Again, the measure failed to conciliate sectional discord. Instead it led to brutal battles between pro- and anti-slavery settlers in “Bleeding Kansas,” which riled up both abolitionists and northern Free Soilers, who didn’t directly oppose slavery in the South but wanted it excluded from new territories in the West.

In 1857, a small group of pro-slavery Kansans passed the Lecompton Constitution establishing slavery in Kansas, and Democratic President James Buchanan accepted the constitution, declaring Kansas “as much a slave state as Georgia and South Carolina.”  Douglas dramatically broke with the Democratic administration, calling the constitution a “fraudulent submission” and siding with congressional Republicans to oppose its ratification. 

In 1857, the U.S. Supreme Court issued the odious Dred Scott decision, declaring that African Americans had no right to U.S. citizenship and that states had no power to exclude slavery from their own borders. After initially urging respect for the decision, Douglas challenged it the next year in his debates with Lincoln. His Freeport Doctrine argued states did have the power to reject slavery. Southern Democrats termed it the “Freeport Heresy.”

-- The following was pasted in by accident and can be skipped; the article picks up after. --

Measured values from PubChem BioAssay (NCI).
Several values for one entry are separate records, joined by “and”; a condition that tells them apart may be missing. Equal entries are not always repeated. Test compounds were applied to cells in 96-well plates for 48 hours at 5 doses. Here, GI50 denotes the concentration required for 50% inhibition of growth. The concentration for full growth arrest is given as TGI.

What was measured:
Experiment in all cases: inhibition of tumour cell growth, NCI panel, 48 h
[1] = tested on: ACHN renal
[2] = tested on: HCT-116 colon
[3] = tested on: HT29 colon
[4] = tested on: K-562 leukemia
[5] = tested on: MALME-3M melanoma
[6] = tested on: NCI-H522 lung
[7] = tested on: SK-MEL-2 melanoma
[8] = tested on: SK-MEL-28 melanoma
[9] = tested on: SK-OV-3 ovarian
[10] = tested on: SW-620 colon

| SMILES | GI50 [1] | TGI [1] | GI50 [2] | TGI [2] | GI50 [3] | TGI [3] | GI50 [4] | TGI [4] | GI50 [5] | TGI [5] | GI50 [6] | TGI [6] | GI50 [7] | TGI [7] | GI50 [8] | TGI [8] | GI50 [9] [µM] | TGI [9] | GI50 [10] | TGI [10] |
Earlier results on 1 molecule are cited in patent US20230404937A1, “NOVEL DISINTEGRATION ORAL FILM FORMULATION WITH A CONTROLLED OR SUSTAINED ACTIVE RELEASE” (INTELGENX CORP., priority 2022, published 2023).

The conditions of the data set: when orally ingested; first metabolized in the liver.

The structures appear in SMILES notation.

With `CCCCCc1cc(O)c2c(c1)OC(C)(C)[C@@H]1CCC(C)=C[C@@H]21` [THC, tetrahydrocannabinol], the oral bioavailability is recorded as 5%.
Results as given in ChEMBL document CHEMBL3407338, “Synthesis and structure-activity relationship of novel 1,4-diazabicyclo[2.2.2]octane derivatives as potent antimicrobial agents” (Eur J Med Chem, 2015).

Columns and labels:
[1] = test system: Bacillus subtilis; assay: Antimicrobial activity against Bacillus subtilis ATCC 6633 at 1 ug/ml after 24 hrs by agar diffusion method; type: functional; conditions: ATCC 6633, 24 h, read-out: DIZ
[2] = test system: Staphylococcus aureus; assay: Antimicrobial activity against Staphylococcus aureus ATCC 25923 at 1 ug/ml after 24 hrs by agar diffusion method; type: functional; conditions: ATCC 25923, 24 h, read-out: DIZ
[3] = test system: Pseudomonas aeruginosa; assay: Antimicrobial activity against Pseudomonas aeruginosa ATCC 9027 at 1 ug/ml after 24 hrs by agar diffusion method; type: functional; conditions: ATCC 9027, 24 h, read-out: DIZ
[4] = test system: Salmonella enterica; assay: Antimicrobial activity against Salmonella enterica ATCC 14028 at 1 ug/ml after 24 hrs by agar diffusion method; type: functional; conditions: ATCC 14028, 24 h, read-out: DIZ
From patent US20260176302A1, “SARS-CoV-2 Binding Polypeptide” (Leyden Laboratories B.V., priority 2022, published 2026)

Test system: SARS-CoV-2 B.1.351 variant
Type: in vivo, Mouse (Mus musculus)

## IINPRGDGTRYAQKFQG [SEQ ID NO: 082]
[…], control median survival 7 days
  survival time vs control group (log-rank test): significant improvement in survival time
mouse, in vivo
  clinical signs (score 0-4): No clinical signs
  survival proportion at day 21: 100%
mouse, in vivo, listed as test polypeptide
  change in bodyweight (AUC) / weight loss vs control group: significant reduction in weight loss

These issues came to a head in the 1860 Democratic National Convention in Charleston, South Carolina. Southern delegates demanded a platform endorsing the Dred Scott decision and supporting legislation protecting slavery in future states. The Douglas Democrats refused to accept these demands — not out of principle, but because they knew they would turn northern voters against the party. The southerners walked out and nominated a competing candidate for president. That probably ended Douglas’s presidential hopes.

During the campaign, Douglas warned of the danger of secession and spoke strongly against it. In North Carolina he called for “hanging every man who takes up arms against [the Constitution].” By October, it was clear Douglas had no path to electoral victory, and he changed tack, travelling to Missouri, Tennessee, Georgia and Alabama to campaign not for his election but against secession.

After Lincoln was inaugurated and Charleston was shelled by Confederate forces, the new president consulted his old rival over the proclamation he was issuing. Douglas said he approved every word — except instead of calling for 75,000 volunteers to fight for the Union, he urged Lincoln to call for 200,000.